In the band's biography Out Of The Grey state they want to reach people who are not attracted by Christian music. How, I wondered, does this work out on a Christian label like Sparrow? "In the same way we answered the first question about walking the fine line of artistic creativity and having a clear message," responded Christine. "I think the way we write our music and our lyrics is something that doesn't have a common sound, something that isn't too obvious. If someone happened to be flicking through the stations on a radio, and hear us, they're not going to say, 'that sounds like gospel music', or 'that is definitely Christian music'. Their Christianity is obvious with some other artists. In that sense we try to attract people who normally would not listen to Christian lyrics. We try to stay away from common Christian lyrics."
'The Shape Of Grace' is full of superlative, carefully crafted songs. The two spoke about three of them. "I wrote "Dear Marianne" to a friend of mine," said Christine. "My friend lives in New York and she and I went to school together in Boston. She was questioning Christianity and knew I was a Christian. We had a lot of long conversations, somewhat arguments, but she did eventually become a believer. But in the years since then I've wondered if she really truly understood because her life didn't change as radically as I expected. The way she lived didn't seem to coincide with the way Jesus wanted her to live. So I questioned that and we've grown out of touch a little bit since we went to school. So I wrote that song to her just to say 'no matter what, I love you and I pray you're in his hands'."
Christine continued: "The song "The Door Of Heaven" is from the perspective of Christians who have been believers for such a long time that they've forgotten what it's like to be on the other side, looking at Christianity from a non-believer's view. And it's trying to remind each other that it's tenderness, openness and honesty and true love with no strings attached that draws people to the Truth. The track "To Keep Love Alive" is about personal experience in a sense of friends of ours that are getting a divorce. Watching their struggle and pain and to be able to look at each other and say 'let's not be naive, it could happen to us, let's make sure it doesn't'."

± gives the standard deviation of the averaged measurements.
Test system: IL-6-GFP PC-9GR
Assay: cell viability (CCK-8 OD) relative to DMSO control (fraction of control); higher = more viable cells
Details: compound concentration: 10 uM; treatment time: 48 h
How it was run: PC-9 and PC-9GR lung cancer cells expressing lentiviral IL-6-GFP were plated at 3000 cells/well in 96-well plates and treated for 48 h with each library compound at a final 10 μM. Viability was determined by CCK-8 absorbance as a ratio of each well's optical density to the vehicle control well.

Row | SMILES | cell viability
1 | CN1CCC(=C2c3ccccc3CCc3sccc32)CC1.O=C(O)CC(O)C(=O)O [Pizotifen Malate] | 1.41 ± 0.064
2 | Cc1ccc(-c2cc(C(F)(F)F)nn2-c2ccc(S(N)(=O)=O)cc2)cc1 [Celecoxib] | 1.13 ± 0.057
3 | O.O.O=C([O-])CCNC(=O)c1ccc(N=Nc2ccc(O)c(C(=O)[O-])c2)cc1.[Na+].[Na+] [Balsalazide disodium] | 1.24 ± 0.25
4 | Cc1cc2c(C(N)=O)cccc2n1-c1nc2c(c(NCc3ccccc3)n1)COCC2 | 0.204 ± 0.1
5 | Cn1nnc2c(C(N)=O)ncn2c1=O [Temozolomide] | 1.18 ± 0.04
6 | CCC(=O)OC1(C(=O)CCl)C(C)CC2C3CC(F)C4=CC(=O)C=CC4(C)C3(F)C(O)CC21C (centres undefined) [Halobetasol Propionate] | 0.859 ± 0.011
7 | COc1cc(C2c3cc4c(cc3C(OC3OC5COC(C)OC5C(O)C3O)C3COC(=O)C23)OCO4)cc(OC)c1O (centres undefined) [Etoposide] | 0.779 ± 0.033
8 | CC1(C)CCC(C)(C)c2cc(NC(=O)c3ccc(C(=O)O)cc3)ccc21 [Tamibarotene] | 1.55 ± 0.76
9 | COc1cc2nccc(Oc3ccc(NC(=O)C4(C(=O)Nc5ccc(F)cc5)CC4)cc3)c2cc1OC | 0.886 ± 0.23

With their album 'The Shape Of Grace' the duo feel they have established their own distinctive sound. Said Scott, "With the second record we kind of cemented what we have done with my guitar playing, with Christine's vocal sound and lyric writing and Charlie's production. We used Jerry McPherson (electric guitar) again, on this second album. Jerry's a wonderful player, wonderful guy and a good friend. I think we've reached the sound - if anything, we're trying to expand on the same sound. If something works, you stick with it. Don't think it's a sound that's going to be outdated very easily. Everything comes down to the song. If the song is good, you can make it sound good. If there's nothing there, how can you make it sound good?"
I asked Scott how working together as husband and wife affected their marriage. "Our marriage and our career are going on simultaneously," Scott answered. "We've been working together since before we were married and so to say we know anything different wouldn't be true. We love to work together; we're together pretty much all day, every day. If anything, it's only positive for us. Some couples say 'how do you guys work together? We would drive each other crazy.' We drive each other crazy occasionally but we know when it's time to take a little vacation from each other, not a real vacation, just maybe an hour or so. I might go and run some errands. It does affect our marriage in a big way, because it is our marriage. We work together and we live together and we just are together." Christine joined in: "Julian goes on the bus with us. He's eleven months old and he's been on two tours and we're heading up for the third tour in March!"
That US tour will be with Steven Curtis Chapman, going back out on his Great Adventure tour. Let's hope the duo get to Europe before too much longer.The opinions expressed in this article are not necessarily those held by Cross Rhythms. Any expressed views were accurate at the time of publishing but may or may not reflect the views of the individuals concerned at a later date.